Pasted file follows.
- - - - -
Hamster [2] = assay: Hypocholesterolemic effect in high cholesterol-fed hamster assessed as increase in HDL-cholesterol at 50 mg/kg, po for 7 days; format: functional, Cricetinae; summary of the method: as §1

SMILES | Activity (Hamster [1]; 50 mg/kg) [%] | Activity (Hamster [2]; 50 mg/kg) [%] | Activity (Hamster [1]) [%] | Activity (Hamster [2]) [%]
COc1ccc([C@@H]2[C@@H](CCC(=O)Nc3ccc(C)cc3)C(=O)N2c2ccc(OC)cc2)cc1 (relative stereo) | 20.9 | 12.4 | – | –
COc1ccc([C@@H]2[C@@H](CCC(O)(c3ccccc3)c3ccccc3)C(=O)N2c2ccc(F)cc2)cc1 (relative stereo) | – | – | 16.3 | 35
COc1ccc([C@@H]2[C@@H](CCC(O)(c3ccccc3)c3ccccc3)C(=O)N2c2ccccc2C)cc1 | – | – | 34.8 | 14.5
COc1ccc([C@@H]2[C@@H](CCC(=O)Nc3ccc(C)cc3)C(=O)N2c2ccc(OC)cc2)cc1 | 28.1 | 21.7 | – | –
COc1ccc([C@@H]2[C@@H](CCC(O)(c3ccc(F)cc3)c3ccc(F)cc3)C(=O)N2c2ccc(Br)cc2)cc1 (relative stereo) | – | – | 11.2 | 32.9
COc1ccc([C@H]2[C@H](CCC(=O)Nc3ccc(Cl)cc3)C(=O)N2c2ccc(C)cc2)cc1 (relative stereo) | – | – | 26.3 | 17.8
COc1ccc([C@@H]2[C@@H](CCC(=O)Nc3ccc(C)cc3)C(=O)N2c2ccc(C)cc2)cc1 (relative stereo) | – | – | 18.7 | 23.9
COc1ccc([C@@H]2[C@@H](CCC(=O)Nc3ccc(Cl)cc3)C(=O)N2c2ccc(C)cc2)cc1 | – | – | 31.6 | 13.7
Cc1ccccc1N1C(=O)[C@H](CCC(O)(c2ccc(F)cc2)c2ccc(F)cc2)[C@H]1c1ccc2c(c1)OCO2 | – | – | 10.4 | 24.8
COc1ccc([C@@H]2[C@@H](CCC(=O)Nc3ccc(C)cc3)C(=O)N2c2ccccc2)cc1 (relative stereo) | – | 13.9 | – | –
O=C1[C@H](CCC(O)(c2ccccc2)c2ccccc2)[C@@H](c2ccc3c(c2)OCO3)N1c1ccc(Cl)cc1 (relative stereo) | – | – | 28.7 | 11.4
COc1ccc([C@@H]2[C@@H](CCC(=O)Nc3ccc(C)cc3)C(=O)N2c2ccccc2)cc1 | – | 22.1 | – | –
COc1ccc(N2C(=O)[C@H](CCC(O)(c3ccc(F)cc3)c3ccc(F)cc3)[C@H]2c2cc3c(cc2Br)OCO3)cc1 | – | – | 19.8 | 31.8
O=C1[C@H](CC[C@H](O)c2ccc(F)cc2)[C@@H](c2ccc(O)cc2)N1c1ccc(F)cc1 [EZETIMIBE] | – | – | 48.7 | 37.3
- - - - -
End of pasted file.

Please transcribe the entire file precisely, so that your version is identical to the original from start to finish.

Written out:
Hamster [2] = assay: Hypocholesterolemic effect in high cholesterol-fed hamster assessed as increase in HDL-cholesterol at 50 mg/kg, po for 7 days; format: functional, Cricetinae; summary of the method: as §1

SMILES | Activity (Hamster [1]; 50 mg/kg) [%] | Activity (Hamster [2]; 50 mg/kg) [%] | Activity (Hamster [1]) [%] | Activity (Hamster [2]) [%]
COc1ccc([C@@H]2[C@@H](CCC(=O)Nc3ccc(C)cc3)C(=O)N2c2ccc(OC)cc2)cc1 (relative stereo) | 20.9 | 12.4 | – | –
COc1ccc([C@@H]2[C@@H](CCC(O)(c3ccccc3)c3ccccc3)C(=O)N2c2ccc(F)cc2)cc1 (relative stereo) | – | – | 16.3 | 35
COc1ccc([C@@H]2[C@@H](CCC(O)(c3ccccc3)c3ccccc3)C(=O)N2c2ccccc2C)cc1 | – | – | 34.8 | 14.5
COc1ccc([C@@H]2[C@@H](CCC(=O)Nc3ccc(C)cc3)C(=O)N2c2ccc(OC)cc2)cc1 | 28.1 | 21.7 | – | –
COc1ccc([C@@H]2[C@@H](CCC(O)(c3ccc(F)cc3)c3ccc(F)cc3)C(=O)N2c2ccc(Br)cc2)cc1 (relative stereo) | – | – | 11.2 | 32.9
COc1ccc([C@H]2[C@H](CCC(=O)Nc3ccc(Cl)cc3)C(=O)N2c2ccc(C)cc2)cc1 (relative stereo) | – | – | 26.3 | 17.8
COc1ccc([C@@H]2[C@@H](CCC(=O)Nc3ccc(C)cc3)C(=O)N2c2ccc(C)cc2)cc1 (relative stereo) | – | – | 18.7 | 23.9
COc1ccc([C@@H]2[C@@H](CCC(=O)Nc3ccc(Cl)cc3)C(=O)N2c2ccc(C)cc2)cc1 | – | – | 31.6 | 13.7
Cc1ccccc1N1C(=O)[C@H](CCC(O)(c2ccc(F)cc2)c2ccc(F)cc2)[C@H]1c1ccc2c(c1)OCO2 | – | – | 10.4 | 24.8
COc1ccc([C@@H]2[C@@H](CCC(=O)Nc3ccc(C)cc3)C(=O)N2c2ccccc2)cc1 (relative stereo) | – | 13.9 | – | –
O=C1[C@H](CCC(O)(c2ccccc2)c2ccccc2)[C@@H](c2ccc3c(c2)OCO3)N1c1ccc(Cl)cc1 (relative stereo) | – | – | 28.7 | 11.4
COc1ccc([C@@H]2[C@@H](CCC(=O)Nc3ccc(C)cc3)C(=O)N2c2ccccc2)cc1 | – | 22.1 | – | –
COc1ccc(N2C(=O)[C@H](CCC(O)(c3ccc(F)cc3)c3ccc(F)cc3)[C@H]2c2cc3c(cc2Br)OCO3)cc1 | – | – | 19.8 | 31.8
O=C1[C@H](CC[C@H](O)c2ccc(F)cc2)[C@@H](c2ccc(O)cc2)N1c1ccc(F)cc1 [EZETIMIBE] | – | – | 48.7 | 37.3